In his writings, the ancient historian Herodotus (ca. 450 BC) describes Persian food as “a model of civilization… and the epitome of alimentary sophistication.” The basis of this praise is rooted not only in the plethora of spices and flavorings the ancient Persians employed in their cuisine, but also in their cooking methods.
An ancient chamber oven was used and functioned as the cornerstone of food preparation. This oven, known as a tannur, was unique to the ancient Middle East and dates back to 2,000 BC. Documentation by several ancient texts and archaeological remains prove their importance in ancient Persian culture in both communal and familial uses. Ovens fueled by burning wood chips and logs flourished the aroma to the surrounding area. The tannur provided an efficient cooking tool that kept food tender and moist while further imbuing flavor through smoke and heat. Tannur complimented a lengthy process of marinating the meat. Ingredients such as saffron and cinnamon were essential in Persian food and earned it the deserved reputation as the “cultural baton of the east.”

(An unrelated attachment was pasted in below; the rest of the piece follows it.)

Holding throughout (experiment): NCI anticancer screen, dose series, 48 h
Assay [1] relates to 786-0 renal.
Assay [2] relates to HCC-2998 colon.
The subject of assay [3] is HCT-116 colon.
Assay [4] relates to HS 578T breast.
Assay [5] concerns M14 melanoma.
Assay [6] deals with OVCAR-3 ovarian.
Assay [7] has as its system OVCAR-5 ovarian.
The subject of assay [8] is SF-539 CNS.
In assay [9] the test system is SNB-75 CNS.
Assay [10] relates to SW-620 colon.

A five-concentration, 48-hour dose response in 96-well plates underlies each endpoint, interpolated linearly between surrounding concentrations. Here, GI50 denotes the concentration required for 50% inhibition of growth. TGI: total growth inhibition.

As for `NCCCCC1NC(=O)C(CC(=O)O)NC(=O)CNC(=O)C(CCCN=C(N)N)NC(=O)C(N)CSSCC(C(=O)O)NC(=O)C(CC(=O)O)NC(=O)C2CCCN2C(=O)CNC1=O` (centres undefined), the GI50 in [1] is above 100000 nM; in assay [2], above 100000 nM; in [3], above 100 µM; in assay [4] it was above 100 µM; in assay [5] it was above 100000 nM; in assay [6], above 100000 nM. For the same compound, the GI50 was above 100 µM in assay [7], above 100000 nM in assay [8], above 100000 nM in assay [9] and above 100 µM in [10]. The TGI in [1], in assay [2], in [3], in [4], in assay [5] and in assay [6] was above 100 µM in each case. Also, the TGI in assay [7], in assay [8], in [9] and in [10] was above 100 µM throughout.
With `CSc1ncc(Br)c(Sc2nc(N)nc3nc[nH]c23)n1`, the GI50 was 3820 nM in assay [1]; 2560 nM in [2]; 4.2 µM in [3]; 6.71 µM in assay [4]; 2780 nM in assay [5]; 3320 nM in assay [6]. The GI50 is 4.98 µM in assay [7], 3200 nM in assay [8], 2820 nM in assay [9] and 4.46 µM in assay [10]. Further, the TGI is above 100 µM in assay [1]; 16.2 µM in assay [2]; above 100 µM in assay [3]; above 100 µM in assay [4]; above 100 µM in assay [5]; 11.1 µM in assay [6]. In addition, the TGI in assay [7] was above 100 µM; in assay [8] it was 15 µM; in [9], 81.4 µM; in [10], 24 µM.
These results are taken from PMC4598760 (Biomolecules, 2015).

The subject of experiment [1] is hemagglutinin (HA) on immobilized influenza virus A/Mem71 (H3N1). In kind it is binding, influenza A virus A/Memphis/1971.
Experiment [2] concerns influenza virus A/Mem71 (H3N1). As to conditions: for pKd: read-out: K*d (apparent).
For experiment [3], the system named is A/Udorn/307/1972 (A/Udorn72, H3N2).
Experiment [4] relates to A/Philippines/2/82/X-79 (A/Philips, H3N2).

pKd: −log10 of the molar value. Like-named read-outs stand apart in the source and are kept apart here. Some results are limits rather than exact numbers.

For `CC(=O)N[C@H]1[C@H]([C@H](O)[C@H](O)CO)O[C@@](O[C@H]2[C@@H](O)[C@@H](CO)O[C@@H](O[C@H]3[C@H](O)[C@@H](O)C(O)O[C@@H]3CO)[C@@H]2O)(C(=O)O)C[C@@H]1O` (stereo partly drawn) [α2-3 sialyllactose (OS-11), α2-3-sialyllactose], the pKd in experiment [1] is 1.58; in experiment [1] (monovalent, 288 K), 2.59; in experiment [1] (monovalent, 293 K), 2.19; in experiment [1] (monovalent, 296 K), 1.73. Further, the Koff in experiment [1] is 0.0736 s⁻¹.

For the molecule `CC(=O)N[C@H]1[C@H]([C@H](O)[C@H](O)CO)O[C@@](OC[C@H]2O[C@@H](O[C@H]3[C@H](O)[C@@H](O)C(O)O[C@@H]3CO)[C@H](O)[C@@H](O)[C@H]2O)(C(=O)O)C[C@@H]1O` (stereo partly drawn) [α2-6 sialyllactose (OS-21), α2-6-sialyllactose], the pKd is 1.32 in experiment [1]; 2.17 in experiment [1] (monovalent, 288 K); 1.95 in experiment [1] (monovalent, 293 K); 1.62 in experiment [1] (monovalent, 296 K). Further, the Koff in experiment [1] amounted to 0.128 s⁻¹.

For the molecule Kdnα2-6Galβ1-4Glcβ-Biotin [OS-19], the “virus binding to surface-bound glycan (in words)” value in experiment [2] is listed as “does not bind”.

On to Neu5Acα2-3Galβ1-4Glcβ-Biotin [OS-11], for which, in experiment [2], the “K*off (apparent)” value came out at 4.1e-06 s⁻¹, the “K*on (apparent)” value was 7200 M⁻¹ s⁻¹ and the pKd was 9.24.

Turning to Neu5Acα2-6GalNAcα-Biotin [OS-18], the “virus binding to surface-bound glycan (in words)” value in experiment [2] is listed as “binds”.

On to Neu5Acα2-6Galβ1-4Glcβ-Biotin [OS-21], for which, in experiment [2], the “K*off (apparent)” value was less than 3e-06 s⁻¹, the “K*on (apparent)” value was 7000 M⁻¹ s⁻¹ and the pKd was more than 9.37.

Over time, the innovations of the Persians were passed to new generations and to foreign cultures gaining great renown in the Greco-Roman empire and beyond. The Downtowner Woodfire Grill keeps these ancient cooking traditions alive with an oak-burning oven and grill, carefully selected spices and flavors, and the commitment to satisfy palates. No doubt Herodotus would be pleased.